On its own, we would, therefore, be at our most alert when we first awoke, and get sleepier and sleepier as the day goes on.

That doesn’t happen, because sleep/wake homeostasis creates a balance.

Now… the circadian biological clock helps to regulate the timing of periods of sleepiness and wakefulness during the day… our strongest drive to sleep is between 1PM-3PM and between 2AM-4AM.

Yes, there are morning or afternoon people… and so those times can vary.

The thing is… the sleepiness we feel during those two times is affected by the amount of sufficient sleep we have. Conversely, the circadian rhythm also allows us to feel more alert at certain times of the day… so it’s not always caffeine!

Ever had a second wind? You’re tired and then you aren’t and can go on for several more hours? That’s you surviving a low of your circadian rhythm.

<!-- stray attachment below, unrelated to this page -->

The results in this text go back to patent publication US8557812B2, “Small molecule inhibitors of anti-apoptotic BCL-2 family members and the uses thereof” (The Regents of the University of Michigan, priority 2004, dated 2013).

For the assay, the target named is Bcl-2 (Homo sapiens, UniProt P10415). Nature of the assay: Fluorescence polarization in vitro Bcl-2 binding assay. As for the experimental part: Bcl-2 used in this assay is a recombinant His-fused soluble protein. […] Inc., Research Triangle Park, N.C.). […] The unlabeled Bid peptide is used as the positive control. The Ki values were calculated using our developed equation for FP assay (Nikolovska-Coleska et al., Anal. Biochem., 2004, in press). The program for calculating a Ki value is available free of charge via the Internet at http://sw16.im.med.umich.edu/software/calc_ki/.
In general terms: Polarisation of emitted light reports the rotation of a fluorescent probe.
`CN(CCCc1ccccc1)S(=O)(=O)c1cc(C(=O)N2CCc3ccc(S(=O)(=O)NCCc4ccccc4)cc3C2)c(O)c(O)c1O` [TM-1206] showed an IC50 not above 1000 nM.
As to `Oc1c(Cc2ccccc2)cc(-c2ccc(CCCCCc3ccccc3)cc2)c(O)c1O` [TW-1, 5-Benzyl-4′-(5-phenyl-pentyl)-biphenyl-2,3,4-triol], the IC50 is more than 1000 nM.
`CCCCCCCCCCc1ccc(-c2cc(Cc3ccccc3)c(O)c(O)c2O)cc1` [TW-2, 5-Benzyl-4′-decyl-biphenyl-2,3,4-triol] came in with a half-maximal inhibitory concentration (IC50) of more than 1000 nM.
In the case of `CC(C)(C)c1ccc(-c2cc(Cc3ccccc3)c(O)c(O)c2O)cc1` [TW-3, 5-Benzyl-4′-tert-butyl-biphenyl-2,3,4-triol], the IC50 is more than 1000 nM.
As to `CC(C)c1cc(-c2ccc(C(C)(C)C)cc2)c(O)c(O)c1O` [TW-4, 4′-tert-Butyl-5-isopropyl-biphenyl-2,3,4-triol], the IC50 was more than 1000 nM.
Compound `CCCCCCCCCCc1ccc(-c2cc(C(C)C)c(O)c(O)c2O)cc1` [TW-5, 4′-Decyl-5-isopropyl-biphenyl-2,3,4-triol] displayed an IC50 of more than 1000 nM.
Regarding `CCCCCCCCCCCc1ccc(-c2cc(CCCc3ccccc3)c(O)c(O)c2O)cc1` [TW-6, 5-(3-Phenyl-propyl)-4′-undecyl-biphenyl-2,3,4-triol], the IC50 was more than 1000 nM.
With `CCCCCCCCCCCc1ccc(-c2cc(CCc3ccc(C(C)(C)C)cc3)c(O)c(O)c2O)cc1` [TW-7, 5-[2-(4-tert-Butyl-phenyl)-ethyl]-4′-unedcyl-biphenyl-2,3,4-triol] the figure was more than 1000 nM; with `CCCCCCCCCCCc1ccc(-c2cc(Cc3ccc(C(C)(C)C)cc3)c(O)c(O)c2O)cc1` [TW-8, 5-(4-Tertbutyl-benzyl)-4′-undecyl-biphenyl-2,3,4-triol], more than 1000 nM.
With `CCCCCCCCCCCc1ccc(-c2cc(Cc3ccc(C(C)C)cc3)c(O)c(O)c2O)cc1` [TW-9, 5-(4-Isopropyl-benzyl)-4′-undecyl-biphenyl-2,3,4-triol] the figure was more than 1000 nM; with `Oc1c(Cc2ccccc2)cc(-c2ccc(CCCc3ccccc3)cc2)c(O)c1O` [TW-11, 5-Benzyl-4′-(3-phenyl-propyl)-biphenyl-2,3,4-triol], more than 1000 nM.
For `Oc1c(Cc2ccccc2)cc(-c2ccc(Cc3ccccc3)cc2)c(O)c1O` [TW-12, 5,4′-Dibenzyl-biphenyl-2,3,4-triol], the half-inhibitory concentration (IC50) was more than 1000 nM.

For example, I get a bit tired around 10 or 11PM… survive that, and I can stay up until 3AM… which I do on the weekends… writer’s gotta write, right? Okay, I’m watching Game of Thrones for the first time now… 

Early to bed and early to rise, makes a man healthy, wealthy and wise. Since I am none of the three, perhaps I should start getting more sleep.

But is it too late for me? No pun intended. No, really.

While most of the world suggest placing a baby in their own separate room to become an independent sleeper and have a proper sleep schedule (and mom and dad can work on creating brothers and sisters or just do some practicing), the Japanese 9and others, to be fair) are the opposite.

The Japanese are told they should have the baby/toddler in the same bedroom as the parents until the child reaches school age so that the kid can develop into independent and socially stable adults.

Laugh if you want… I know it’s true. Besides… who can say which version is more correct?